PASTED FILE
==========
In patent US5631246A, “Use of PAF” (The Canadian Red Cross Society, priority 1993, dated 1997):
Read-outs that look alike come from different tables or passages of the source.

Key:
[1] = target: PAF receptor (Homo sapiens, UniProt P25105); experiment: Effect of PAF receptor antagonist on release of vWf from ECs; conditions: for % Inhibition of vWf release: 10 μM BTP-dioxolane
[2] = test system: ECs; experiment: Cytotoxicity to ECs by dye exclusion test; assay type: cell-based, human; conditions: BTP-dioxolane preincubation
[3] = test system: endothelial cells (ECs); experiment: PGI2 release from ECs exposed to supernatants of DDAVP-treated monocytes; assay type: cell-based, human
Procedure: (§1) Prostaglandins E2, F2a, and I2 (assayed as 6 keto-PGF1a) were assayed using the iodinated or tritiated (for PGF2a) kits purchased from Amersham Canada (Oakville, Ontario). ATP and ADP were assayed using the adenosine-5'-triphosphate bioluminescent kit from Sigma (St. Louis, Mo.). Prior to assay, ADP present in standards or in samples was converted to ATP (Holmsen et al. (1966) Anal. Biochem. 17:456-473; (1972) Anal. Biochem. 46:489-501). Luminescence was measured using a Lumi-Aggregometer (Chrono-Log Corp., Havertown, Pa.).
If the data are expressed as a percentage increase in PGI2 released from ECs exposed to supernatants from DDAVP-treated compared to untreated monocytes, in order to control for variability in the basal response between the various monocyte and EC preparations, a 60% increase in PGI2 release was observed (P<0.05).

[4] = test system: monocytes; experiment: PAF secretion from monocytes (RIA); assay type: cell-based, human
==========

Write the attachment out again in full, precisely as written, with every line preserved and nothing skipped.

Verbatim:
In patent US5631246A, “Use of PAF” (The Canadian Red Cross Society, priority 1993, dated 1997):
Read-outs that look alike come from different tables or passages of the source.

Key:
[1] = target: PAF receptor (Homo sapiens, UniProt P25105); experiment: Effect of PAF receptor antagonist on release of vWf from ECs; conditions: for % Inhibition of vWf release: 10 μM BTP-dioxolane
[2] = test system: ECs; experiment: Cytotoxicity to ECs by dye exclusion test; assay type: cell-based, human; conditions: BTP-dioxolane preincubation
[3] = test system: endothelial cells (ECs); experiment: PGI2 release from ECs exposed to supernatants of DDAVP-treated monocytes; assay type: cell-based, human
Procedure: (§1) Prostaglandins E2, F2a, and I2 (assayed as 6 keto-PGF1a) were assayed using the iodinated or tritiated (for PGF2a) kits purchased from Amersham Canada (Oakville, Ontario). ATP and ADP were assayed using the adenosine-5'-triphosphate bioluminescent kit from Sigma (St. Louis, Mo.). Prior to assay, ADP present in standards or in samples was converted to ATP (Holmsen et al. (1966) Anal. Biochem. 17:456-473; (1972) Anal. Biochem. 46:489-501). Luminescence was measured using a Lumi-Aggregometer (Chrono-Log Corp., Havertown, Pa.).
If the data are expressed as a percentage increase in PGI2 released from ECs exposed to supernatants from DDAVP-treated compared to untreated monocytes, in order to control for variability in the basal response between the various monocyte and EC preparations, a 60% increase in PGI2 release was observed (P<0.05).

[4] = test system: monocytes; experiment: PAF secretion from monocytes (RIA); assay type: cell-based, human